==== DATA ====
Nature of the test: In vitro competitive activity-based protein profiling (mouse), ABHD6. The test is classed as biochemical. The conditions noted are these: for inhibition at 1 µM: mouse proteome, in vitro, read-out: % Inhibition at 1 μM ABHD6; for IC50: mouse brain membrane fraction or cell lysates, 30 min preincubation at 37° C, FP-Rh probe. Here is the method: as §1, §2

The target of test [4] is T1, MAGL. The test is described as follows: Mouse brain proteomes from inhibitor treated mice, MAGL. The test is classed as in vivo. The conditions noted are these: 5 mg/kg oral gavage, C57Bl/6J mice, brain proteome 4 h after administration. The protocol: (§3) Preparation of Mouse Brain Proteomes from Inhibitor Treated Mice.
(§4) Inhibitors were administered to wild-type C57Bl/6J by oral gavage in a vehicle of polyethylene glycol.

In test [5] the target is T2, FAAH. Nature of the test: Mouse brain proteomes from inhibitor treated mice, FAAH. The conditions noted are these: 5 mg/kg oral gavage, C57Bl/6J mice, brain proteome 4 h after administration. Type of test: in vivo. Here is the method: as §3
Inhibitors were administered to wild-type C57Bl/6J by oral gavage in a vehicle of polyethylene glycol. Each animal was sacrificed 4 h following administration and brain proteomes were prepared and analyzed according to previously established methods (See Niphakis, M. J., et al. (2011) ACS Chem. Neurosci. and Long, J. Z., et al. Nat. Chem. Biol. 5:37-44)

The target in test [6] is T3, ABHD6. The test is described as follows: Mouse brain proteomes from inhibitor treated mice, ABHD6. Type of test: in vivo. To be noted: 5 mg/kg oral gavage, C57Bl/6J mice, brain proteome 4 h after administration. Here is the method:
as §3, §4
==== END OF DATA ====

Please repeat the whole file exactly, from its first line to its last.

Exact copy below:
Nature of the test: In vitro competitive activity-based protein profiling (mouse), ABHD6. The test is classed as biochemical. The conditions noted are these: for inhibition at 1 µM: mouse proteome, in vitro, read-out: % Inhibition at 1 μM ABHD6; for IC50: mouse brain membrane fraction or cell lysates, 30 min preincubation at 37° C, FP-Rh probe. Here is the method: as §1, §2

The target of test [4] is T1, MAGL. The test is described as follows: Mouse brain proteomes from inhibitor treated mice, MAGL. The test is classed as in vivo. The conditions noted are these: 5 mg/kg oral gavage, C57Bl/6J mice, brain proteome 4 h after administration. The protocol: (§3) Preparation of Mouse Brain Proteomes from Inhibitor Treated Mice.
(§4) Inhibitors were administered to wild-type C57Bl/6J by oral gavage in a vehicle of polyethylene glycol.

In test [5] the target is T2, FAAH. Nature of the test: Mouse brain proteomes from inhibitor treated mice, FAAH. The conditions noted are these: 5 mg/kg oral gavage, C57Bl/6J mice, brain proteome 4 h after administration. Type of test: in vivo. Here is the method: as §3
Inhibitors were administered to wild-type C57Bl/6J by oral gavage in a vehicle of polyethylene glycol. Each animal was sacrificed 4 h following administration and brain proteomes were prepared and analyzed according to previously established methods (See Niphakis, M. J., et al. (2011) ACS Chem. Neurosci. and Long, J. Z., et al. Nat. Chem. Biol. 5:37-44)

The target in test [6] is T3, ABHD6. The test is described as follows: Mouse brain proteomes from inhibitor treated mice, ABHD6. Type of test: in vivo. To be noted: 5 mg/kg oral gavage, C57Bl/6J mice, brain proteome 4 h after administration. Here is the method:
as §3, §4